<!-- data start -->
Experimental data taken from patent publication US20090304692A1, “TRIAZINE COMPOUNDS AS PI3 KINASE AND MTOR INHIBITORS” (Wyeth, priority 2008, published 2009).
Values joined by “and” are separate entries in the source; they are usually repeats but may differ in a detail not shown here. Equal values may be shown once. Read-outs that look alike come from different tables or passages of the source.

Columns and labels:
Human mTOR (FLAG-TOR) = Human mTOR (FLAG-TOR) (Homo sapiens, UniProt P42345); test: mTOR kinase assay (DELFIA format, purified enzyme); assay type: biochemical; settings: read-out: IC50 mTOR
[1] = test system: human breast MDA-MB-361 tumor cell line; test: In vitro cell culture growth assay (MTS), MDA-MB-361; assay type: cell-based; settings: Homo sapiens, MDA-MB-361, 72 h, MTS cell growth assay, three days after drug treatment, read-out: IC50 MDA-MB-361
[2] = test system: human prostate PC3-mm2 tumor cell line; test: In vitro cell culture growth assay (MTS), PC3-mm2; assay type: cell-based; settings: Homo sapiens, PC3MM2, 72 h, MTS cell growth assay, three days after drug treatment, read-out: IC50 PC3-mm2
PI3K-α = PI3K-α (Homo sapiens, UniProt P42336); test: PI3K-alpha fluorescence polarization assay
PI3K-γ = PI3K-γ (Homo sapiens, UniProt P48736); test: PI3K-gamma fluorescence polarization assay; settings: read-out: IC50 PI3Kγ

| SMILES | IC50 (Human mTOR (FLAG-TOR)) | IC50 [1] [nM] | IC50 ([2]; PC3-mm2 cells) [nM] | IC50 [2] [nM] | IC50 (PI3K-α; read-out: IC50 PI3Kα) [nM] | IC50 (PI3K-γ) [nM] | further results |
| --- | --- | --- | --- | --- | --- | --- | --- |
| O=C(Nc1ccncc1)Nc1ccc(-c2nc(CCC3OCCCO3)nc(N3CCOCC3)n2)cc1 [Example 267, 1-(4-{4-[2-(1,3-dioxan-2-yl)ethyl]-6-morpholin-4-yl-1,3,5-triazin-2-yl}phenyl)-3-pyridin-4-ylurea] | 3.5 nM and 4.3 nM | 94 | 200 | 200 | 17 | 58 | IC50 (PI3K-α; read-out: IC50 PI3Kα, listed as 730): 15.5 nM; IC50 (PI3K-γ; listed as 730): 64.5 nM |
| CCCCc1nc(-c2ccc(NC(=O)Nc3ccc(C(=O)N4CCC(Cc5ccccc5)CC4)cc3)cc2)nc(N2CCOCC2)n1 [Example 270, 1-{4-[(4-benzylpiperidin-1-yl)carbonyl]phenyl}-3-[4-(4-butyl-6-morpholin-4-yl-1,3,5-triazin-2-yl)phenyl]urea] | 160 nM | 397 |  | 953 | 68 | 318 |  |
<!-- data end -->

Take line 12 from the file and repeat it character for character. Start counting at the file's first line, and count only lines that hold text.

| CCCCc1nc(-c2ccc(NC(=O)Nc3ccc(C(=O)N4CCC(Cc5ccccc5)CC4)cc3)cc2)nc(N2CCOCC2)n1 [Example 270, 1-{4-[(4-benzylpiperidin-1-yl)carbonyl]phenyl}-3-[4-(4-butyl-6-morpholin-4-yl-1,3,5-triazin-2-yl)phenyl]urea] | 160 nM | 397 |  | 953 | 68 | 318 |  |